Bates tractor in Pion-Era paradeThe Bates Steel Mule, A ‘Mechanical Horse’

The Bates Steel Mule is one of the most unusual tractors in the Western Development Museum collection. Just about everyone who sees it wonders how it worked. Unlike other tractors of its day, the Steel Mule had no seat.


Sepia photo of early diorama featuring the Citroen helf-track truck with two front wheels and a track for the back.Rumours surround legendary
Bedaux trek


Everyone said it couldn't be done, but Charles Bedaux tried anyway, and the result was the legendary Bedaux Subarctic Expedition of 1934.


The Big Four

The Big Four was a big tractor. Named for its massive four-cylinder engine, the Big Four traces its family history to the first years of the twentieth century when D.M. Hartsough, one of the fledging tractor industry's pioneer innovators, experimented with a multi-cylinder engine.


Black and white illustration of the Big BullThe Bull with the Pull

During the second decade of the 20th century, the giant gas tractors that rumbled across the prairies were just beginning to give way to their smaller, cheaper and easier to handle counterparts. The small to medium size tractor market was heating up and the Bull Tractor Company, like dozens of others, wanted a piece of the action.


Full Power All the Time! First in the Field with NEW and REVOLUTIONARY “Live” Power Take-Off

The concept of a “power take-off which would continue running when the forward motion of the tractor stopped”3 was put forward by the designers. The people at Wisconsin took up the idea, and together with Cockshutt engineers, built the first tractor equipped with live power take-off.


Black and white photo of the closed cab Comfortractor in the fieldComfortractor an idea before its time

The name said it all: The 1938 Minneapolis-Moline fortractor pioneered the convenience and safety features that are now standard in farm tractors. Its only drawback? The Comfortractor arrived 30 years too soon.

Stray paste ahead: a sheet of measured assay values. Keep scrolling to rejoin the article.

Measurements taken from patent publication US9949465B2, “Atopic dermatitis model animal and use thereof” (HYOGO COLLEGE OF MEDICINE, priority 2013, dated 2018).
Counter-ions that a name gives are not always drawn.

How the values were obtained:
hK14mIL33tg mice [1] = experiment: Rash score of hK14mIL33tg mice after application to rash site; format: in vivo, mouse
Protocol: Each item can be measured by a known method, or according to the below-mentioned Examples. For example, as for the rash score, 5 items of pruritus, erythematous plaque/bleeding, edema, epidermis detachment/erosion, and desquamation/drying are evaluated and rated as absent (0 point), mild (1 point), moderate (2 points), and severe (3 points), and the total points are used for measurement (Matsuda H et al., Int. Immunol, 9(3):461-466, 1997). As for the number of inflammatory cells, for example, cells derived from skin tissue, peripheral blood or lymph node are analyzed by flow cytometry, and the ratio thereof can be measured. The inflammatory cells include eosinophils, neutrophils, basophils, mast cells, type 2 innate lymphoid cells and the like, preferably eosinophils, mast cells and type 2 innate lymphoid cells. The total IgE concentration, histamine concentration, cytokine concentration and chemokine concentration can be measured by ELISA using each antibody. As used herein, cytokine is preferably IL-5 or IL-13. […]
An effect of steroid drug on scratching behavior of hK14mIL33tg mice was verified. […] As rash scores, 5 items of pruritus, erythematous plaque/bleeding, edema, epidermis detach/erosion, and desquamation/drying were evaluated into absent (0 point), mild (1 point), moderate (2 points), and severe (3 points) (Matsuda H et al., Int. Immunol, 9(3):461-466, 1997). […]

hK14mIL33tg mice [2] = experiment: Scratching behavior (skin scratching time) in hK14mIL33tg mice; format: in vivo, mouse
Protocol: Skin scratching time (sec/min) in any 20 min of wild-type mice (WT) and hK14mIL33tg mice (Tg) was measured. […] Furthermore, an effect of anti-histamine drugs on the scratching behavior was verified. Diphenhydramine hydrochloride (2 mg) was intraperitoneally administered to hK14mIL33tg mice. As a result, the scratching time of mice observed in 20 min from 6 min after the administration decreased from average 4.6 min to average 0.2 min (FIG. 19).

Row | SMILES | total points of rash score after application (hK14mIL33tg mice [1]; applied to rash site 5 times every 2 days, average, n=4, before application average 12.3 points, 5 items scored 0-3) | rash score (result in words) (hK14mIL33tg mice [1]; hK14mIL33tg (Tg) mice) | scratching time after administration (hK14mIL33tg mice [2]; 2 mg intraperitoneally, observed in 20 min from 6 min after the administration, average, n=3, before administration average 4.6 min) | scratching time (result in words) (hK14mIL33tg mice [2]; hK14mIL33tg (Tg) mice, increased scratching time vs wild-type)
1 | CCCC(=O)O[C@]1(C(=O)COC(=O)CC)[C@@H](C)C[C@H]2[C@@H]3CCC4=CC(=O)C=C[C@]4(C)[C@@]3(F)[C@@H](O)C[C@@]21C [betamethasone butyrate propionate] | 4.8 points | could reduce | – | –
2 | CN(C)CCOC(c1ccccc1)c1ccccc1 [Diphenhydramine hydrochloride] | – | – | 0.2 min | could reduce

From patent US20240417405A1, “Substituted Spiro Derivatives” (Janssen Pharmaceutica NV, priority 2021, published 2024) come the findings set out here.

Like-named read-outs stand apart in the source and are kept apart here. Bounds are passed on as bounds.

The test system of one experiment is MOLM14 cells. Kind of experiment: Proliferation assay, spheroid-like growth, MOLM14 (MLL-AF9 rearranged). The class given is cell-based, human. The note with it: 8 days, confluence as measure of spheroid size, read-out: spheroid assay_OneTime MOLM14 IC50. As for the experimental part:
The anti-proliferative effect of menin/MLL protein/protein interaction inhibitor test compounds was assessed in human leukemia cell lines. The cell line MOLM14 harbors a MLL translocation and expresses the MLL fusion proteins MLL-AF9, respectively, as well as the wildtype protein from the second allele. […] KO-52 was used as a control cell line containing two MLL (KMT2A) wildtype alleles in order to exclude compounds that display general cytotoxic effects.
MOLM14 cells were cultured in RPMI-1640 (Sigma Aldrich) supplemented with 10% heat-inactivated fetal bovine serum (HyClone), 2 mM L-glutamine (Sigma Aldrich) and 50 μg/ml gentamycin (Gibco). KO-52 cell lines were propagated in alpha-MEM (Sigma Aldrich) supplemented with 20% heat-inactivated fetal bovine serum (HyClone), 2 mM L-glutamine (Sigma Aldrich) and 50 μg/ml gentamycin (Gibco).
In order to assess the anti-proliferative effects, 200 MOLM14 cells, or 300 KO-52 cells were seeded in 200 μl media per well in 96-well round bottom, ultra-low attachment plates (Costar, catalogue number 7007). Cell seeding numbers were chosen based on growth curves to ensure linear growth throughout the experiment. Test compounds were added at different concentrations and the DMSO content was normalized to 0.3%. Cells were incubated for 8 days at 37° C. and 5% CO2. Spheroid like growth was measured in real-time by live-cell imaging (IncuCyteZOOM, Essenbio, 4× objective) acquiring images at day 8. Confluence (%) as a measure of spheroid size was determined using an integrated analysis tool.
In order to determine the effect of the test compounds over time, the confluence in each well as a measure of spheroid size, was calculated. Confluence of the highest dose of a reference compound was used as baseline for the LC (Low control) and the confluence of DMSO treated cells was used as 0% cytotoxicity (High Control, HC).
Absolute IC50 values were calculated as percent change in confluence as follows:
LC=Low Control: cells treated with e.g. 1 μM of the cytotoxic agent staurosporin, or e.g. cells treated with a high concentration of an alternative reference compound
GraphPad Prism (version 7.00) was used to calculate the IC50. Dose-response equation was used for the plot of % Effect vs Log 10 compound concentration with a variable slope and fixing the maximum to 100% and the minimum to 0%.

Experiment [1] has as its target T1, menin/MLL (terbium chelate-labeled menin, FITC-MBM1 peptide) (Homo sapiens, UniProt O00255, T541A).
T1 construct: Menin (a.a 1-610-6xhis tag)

Couple standing in front of their Comford TractorAhead of its Time: Minneapolis-Moline UDLX Comfortractor

Minneapolis-Moline designed its new tractor for the comfort and safety of the operator. The Comfortactor boasted at least six tractor industry firsts: enclosed cab, heater, cigar lighter, windshield wipers, clock and radio


Man in suit posing with small model steam engineComing Home to Saskatchewan Part 3:
Fred Dalby's Model Steam Engine

History-minded donors who have long since left the province sometimes take the time and trouble to return to the province artifacts which have their roots in Saskatchewan. In Part Three of this series, a model steam engine in the WDM collection is the work of Saskatchewan pioneer Fred Dalby. The engine “came home” in 1997.

Coming Home to Saskatchewan Part 2: William Cowie's Saddle and Jacket

History-minded donors who have long since left the province sometimes take the time and trouble to return to the province artifacts which have their roots in Saskatchewan. Part Two of this three part series highlights the travels of a Depression era saddle and jacket. 

Folded quilt, white with coloured squaresComing Home to Saskatchewan
Part 1: Moose Jaw Red Cross Quilt  

History-minded donors who have long since left the province sometimes take the time and trouble to return to the province artifacts which have their roots in Saskatchewan.Part One tells the story of a quilt made by the Canadian Red Cross during World War Two and its journey across the ocean and back.


Brightly coloured tin peacock, long gold tailHorse Power and the Dynamometer
May 9, 2011

To prove the value of horses, the Horse Association of America encouraged horse-pulling competitions in the United States and Canada. Special equipment was needed to measure the drawbar pull of competing teams. University of Saskatchewan professor Evan Hardy designed and built a dynamometer, as the machines were called, in 1924.


Barr Colonists clustered around large shipLondon, Liverpool, and Lloydminster - Barr Colonists

In 1903, twenty-three year old Frank Hembrow Smith of London, England was reading a newspaper on his way to work at a local shipbuilding company. A letter in the newspaper caught his eye- it extolled the opportunities that awaited in the Canadian northwest. Like many young men at the time, he was hooked, lured by the promise of adventure.